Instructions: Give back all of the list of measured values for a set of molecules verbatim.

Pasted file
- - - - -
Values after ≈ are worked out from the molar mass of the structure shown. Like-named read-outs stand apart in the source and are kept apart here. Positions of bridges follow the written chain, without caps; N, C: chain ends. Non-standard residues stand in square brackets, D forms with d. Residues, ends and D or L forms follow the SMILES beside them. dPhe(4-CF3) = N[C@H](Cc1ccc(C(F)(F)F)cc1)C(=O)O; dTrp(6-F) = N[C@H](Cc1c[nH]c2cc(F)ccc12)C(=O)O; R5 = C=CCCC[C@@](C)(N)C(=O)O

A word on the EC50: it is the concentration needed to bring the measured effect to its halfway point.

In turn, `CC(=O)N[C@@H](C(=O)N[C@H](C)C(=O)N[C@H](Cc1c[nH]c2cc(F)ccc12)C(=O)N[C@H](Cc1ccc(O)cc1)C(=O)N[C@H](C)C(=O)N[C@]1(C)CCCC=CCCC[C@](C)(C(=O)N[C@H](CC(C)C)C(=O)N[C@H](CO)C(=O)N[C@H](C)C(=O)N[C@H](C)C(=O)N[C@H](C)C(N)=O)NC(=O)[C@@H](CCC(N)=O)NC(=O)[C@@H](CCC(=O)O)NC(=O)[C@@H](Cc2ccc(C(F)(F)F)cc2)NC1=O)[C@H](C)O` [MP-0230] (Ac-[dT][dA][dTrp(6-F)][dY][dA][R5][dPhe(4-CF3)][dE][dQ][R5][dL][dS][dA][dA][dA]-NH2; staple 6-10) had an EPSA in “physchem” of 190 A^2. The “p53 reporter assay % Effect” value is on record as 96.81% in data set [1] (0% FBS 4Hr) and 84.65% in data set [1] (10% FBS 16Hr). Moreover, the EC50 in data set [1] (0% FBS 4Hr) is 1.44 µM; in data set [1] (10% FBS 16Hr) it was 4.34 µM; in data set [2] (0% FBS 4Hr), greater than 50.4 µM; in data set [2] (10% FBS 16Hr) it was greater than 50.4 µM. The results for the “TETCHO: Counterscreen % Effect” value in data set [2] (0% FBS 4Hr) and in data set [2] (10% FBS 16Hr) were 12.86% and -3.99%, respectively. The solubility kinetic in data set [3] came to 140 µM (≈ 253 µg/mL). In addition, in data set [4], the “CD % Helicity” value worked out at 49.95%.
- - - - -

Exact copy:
Values after ≈ are worked out from the molar mass of the structure shown. Like-named read-outs stand apart in the source and are kept apart here. Positions of bridges follow the written chain, without caps; N, C: chain ends. Non-standard residues stand in square brackets, D forms with d. Residues, ends and D or L forms follow the SMILES beside them. dPhe(4-CF3) = N[C@H](Cc1ccc(C(F)(F)F)cc1)C(=O)O; dTrp(6-F) = N[C@H](Cc1c[nH]c2cc(F)ccc12)C(=O)O; R5 = C=CCCC[C@@](C)(N)C(=O)O

A word on the EC50: it is the concentration needed to bring the measured effect to its halfway point.

In turn, `CC(=O)N[C@@H](C(=O)N[C@H](C)C(=O)N[C@H](Cc1c[nH]c2cc(F)ccc12)C(=O)N[C@H](Cc1ccc(O)cc1)C(=O)N[C@H](C)C(=O)N[C@]1(C)CCCC=CCCC[C@](C)(C(=O)N[C@H](CC(C)C)C(=O)N[C@H](CO)C(=O)N[C@H](C)C(=O)N[C@H](C)C(=O)N[C@H](C)C(N)=O)NC(=O)[C@@H](CCC(N)=O)NC(=O)[C@@H](CCC(=O)O)NC(=O)[C@@H](Cc2ccc(C(F)(F)F)cc2)NC1=O)[C@H](C)O` [MP-0230] (Ac-[dT][dA][dTrp(6-F)][dY][dA][R5][dPhe(4-CF3)][dE][dQ][R5][dL][dS][dA][dA][dA]-NH2; staple 6-10) had an EPSA in “physchem” of 190 A^2. The “p53 reporter assay % Effect” value is on record as 96.81% in data set [1] (0% FBS 4Hr) and 84.65% in data set [1] (10% FBS 16Hr). Moreover, the EC50 in data set [1] (0% FBS 4Hr) is 1.44 µM; in data set [1] (10% FBS 16Hr) it was 4.34 µM; in data set [2] (0% FBS 4Hr), greater than 50.4 µM; in data set [2] (10% FBS 16Hr) it was greater than 50.4 µM. The results for the “TETCHO: Counterscreen % Effect” value in data set [2] (0% FBS 4Hr) and in data set [2] (10% FBS 16Hr) were 12.86% and -3.99%, respectively. The solubility kinetic in data set [3] came to 140 µM (≈ 253 µg/mL). In addition, in data set [4], the “CD % Helicity” value worked out at 49.95%.